Information and announcements from Program Managers, Product Managers, Developers and Testers in the Microsoft Virtualization team.
Today we announced some changes to server application licensing and support policies related to running MS server apps on top of anyone's hypervisor. Several folks have written or blogged about it, here are some:
Chris Wolf (Burton Group)
Windows IT Pro
Thoughts on application mobility licensing
As of Sept. 1, 41 Microsoft server applications are covered, both per-processor apps and server/CAL applications that are available via Volume Licensing [Enterprise Agreement and Open Agreements]. In essence the 90-day mobility rule is removed for these applications. With these changes, both licenses and software can move more freely across servers in a server farm [up to two data centers each physically located in a time zone that is within four hours, or within EU and/or EFTA].
Here are some examples of how the licensing might work for you:
· A customer has a server farm with 8 4-processor servers, running a total of 4 copies of Exchange.
o Under the old rules, they would need to either manually move the Exchange instances to another server that is already licensed for Exchange, OR they would need to license all 8 possible servers for Exchange.
o Starting Sept. 1, they will need to have a license for each running instance (4) and those licenses can be moved from one physical server to another as needed.
· A customer has a server farm with 8 4-processor servers, running a total of 4 instances of SQL Server Enterprise Edition under the per-processor model.
o Under the old rules, the customer would need to manually move an instance from one licensed processor to another, or they would need as many as 32 licenses (8x4)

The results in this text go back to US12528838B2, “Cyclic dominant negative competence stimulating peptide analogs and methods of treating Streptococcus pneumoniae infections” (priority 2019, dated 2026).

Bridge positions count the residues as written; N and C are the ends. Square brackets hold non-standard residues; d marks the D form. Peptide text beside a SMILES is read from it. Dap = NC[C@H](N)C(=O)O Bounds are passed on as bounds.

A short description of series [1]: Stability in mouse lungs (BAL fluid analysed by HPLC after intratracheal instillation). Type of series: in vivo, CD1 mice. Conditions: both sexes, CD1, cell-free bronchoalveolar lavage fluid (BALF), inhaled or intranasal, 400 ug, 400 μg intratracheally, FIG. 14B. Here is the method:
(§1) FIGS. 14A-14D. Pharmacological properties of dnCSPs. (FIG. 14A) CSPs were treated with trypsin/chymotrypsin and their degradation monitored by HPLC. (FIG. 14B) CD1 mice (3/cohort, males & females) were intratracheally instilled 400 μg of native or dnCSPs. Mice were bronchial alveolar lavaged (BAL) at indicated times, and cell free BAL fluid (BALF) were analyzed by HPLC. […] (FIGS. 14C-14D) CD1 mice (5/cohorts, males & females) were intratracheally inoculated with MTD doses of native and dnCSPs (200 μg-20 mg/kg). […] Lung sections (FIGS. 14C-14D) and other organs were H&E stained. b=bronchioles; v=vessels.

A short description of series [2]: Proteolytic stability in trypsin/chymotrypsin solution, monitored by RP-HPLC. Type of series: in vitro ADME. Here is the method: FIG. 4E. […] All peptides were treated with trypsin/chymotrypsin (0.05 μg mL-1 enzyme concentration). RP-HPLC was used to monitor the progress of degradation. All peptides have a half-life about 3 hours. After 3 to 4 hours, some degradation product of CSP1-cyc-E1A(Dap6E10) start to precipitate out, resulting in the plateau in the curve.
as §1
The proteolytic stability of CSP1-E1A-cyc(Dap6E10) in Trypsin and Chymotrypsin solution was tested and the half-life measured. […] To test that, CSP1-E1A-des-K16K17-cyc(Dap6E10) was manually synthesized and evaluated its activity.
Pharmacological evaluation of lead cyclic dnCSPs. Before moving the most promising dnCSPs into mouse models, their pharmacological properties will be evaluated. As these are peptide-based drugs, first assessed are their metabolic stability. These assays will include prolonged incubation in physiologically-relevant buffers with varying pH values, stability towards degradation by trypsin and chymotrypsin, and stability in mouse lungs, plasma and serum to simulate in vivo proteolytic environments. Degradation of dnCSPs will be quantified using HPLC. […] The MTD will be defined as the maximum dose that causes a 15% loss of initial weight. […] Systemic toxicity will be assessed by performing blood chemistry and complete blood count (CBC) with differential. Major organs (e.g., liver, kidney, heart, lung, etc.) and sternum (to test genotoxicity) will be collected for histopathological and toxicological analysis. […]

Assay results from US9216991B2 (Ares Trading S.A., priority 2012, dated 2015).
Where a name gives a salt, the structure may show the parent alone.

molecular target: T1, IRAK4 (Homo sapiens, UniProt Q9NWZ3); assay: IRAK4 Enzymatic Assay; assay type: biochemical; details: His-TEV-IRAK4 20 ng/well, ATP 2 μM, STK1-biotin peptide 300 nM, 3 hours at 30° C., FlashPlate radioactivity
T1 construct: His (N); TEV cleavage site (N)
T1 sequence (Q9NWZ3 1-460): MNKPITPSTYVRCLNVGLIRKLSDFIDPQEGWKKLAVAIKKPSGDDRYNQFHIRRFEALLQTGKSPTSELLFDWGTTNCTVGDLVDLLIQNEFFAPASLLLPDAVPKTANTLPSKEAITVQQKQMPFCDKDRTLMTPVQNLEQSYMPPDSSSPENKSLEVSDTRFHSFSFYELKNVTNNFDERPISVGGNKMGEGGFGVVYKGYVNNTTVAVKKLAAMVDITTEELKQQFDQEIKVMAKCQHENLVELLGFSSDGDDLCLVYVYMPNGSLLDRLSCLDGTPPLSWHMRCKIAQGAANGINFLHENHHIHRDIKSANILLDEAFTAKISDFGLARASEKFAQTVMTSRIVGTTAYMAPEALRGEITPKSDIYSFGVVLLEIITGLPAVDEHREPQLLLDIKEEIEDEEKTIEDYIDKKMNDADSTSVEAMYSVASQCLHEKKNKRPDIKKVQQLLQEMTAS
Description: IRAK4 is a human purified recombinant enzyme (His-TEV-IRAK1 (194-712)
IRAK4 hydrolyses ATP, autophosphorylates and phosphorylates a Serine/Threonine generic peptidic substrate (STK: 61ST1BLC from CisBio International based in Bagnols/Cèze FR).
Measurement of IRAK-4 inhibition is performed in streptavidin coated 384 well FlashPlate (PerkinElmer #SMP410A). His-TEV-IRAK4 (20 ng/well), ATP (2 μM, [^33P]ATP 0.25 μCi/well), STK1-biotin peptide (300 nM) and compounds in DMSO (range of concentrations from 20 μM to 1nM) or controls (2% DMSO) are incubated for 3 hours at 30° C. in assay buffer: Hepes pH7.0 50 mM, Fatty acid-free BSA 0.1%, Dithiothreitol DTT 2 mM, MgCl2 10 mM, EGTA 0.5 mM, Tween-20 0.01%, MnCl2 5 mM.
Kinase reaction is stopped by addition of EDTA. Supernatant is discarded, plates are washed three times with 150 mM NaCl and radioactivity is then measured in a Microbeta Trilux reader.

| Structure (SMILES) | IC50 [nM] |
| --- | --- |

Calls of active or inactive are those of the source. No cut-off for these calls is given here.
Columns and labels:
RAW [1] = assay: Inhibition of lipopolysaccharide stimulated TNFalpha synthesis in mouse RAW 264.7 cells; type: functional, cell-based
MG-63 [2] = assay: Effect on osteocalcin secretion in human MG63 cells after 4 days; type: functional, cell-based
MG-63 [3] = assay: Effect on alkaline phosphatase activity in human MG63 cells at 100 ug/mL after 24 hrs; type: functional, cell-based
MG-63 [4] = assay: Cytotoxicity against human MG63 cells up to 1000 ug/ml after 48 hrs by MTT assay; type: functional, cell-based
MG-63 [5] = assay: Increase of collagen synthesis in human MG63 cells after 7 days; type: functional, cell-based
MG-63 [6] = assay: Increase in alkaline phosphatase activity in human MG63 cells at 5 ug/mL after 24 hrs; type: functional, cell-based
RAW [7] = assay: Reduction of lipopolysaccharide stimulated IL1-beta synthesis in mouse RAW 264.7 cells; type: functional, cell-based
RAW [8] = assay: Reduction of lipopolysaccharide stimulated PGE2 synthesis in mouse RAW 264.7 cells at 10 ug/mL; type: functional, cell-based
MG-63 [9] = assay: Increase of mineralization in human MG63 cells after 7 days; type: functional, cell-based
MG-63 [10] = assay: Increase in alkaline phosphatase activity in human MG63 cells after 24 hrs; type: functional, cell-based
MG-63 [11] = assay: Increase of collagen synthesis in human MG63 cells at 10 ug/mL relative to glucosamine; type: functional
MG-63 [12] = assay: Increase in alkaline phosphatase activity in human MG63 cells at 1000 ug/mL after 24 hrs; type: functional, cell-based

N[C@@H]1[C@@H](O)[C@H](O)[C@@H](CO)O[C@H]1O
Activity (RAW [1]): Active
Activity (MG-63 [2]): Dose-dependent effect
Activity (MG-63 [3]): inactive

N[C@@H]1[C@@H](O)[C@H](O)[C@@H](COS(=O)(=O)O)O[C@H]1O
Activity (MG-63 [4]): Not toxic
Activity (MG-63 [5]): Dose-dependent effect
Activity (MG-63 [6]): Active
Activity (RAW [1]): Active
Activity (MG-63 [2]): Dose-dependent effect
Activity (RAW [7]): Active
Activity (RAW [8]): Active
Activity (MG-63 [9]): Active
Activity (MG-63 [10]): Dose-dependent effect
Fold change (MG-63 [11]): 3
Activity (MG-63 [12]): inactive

o Starting Sept 1, the customer will need a maximum of 4 licenses. Because Microsoft allows unlimited instances on a processor licensed for SQL Server Enterprise Edition, the customer could have as few as one license if all 4 instances are always moved together.
A few other points:
Thoughts on technical support
As of today, you'll see that we're expanding tech support policy for (initial) 31 server applications for customers that run these apps on WS08 Hyper-V, Microsoft Hyper-V Server or any other validated hypervisor (type 1 or 2). The nut of it is ... customers will be able to get the same level of tech support for virtualized workloads that they get today with non-virtualized workloads.
The kicker here, and where many journos reported inaccurate information, is that 3rd-party vendors' hypervisors must first pass the validation test before customers can get cooperative support from Microsoft and that vendor. For example, it was reported that VMware signed an agreement to participate in the Server Virtualization Validation Program. That much is true. However, it doesn't mean that cooperative support is now in place. First, ESX Server must go through and pass the validation test. Once validated, they'll be added to KB article 944987, where we list "support partners for non-Microsoft hardware virtualization software." Today only Novell is listed, and that's due to the broader technical collaboration agreement in place between the companies.
The other thing to note is that the server application teams have posted configurations that will be supported running on validated hypervisors. For example, the Exchange team posted a blog about their policy, which can be summarized as:
The Sharepoint team blogged about their policy today and posted an FAQ here.
Let us know if you have questions. Cheers,
PingBack from http://www.chriswolf.com/?p=185
A lot of writing and discussions have taken place since Microsoft first announced their new virtualization licensing and support schema yesterday. Over at the official Microsoft Windows Virtualization Team Blog, Patrick O'Rourke posted a new entry to
Woot! Some good, sensible stuff here. Now we just need some sane virtualisation licenses for the Office products.
In an anticipated PressPass release Microsoft yesterday announced new licensing rules, virtualization
Wasn't sure how to get this to you guys. I figured you should have a cool theme song like Powershell got. I've got one with Hyperactive Ala Thomas Dolby but can't find a good Karaoke version without backing vocals here in Canada.
So this will have to suffice in the short term
Friday Funny Guy
overheating Frontbridge servers with inbound resumes.
Much already has been written about the changes Microsoft announced to its licensing and support policies
Hyper-V: Revised Microsoft support policies for virtual machines
As you know Hardware Virtualization software enables you to run multiple, separate operating systems